Speaking up is not my gift. This is something I try hard to do but when the time arises, I’m just unable to. I’m reluctant to speak out for fear of hurting another’s feelings – even when I know I’m right.
I have dealt with recurrent depressive episodes that went unseen and undiagnosed. I have cried so hard it physically hurt, made an attempt on my own life, and screamed at the world until my throat was burned raw. I have been labeled “too sensitive” and “dramatic” for simply allowing myself to express my emotions. People have begged me to take my heart off my sleeve and hide it away, “keep it safe,” they say. In reality, I know they are asking me to be different, to water myself down in order to make them more comfortable, to dilute my emotions and my personality so they don’t have to see themselves.
Through the raging pain, my heart has always stitched itself back together every time. Perhaps with a new scar, but with a new lesson learned too. The scar tissue built my heart up again and again, bigger and stronger. It doesn’t mean the scar isn’t there, or that I’ve forgotten about it. It doesn’t mean I am wrong to feel things so strongly or that I am burdensome. It means that I have survived.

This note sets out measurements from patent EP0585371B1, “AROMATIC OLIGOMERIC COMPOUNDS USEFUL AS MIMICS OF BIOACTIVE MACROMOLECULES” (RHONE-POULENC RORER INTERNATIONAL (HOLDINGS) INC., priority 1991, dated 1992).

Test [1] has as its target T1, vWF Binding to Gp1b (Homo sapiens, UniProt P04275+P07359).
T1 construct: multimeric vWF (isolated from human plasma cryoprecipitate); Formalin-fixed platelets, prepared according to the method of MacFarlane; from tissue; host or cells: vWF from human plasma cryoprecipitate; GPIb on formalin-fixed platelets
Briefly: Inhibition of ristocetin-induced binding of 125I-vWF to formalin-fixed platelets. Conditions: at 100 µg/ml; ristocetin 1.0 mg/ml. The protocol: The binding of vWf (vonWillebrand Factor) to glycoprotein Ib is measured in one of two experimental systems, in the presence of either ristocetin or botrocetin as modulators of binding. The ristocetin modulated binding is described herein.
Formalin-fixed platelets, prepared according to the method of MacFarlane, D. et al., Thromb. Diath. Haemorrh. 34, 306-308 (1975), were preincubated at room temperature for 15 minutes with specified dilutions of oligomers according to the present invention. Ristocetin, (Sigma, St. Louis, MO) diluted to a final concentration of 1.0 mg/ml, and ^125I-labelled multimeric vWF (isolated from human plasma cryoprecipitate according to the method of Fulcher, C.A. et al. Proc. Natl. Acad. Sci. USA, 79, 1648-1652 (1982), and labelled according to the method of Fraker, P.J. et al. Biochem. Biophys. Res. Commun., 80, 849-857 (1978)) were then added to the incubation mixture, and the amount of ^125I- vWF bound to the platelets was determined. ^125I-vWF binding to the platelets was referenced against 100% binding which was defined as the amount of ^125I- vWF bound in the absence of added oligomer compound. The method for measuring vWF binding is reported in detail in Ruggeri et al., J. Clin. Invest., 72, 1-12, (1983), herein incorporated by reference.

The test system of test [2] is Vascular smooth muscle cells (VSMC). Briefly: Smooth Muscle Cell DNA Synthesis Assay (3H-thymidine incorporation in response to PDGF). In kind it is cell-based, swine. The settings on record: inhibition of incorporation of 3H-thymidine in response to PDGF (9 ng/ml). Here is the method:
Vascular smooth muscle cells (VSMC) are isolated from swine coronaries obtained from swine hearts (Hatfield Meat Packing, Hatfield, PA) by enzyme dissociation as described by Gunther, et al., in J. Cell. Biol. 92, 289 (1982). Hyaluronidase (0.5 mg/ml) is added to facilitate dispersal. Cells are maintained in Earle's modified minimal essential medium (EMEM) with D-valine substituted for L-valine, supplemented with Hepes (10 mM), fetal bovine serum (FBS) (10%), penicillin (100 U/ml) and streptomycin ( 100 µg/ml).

Wearing your heart on your sleeve means you can share a truer version of yourself. It means you don’t have walls built up around you anymore. People know — they can sense it — when someone has an open heart. It has allowed me to connect with people on another level. My vulnerability has let others be vulnerable around me. My resilience has shown them that there is always a chance for a better tomorrow.
Caring for your mental health isn’t this one-time monumental feat—it’s a small, stubborn love for yourself. It’s the miracle of repetition.
May is actually Mental Health Month, and I want to help focus on what everyone (including myself) can do to protect and promote mental health by being intentional and nurturing compassion for ourselves and those we love.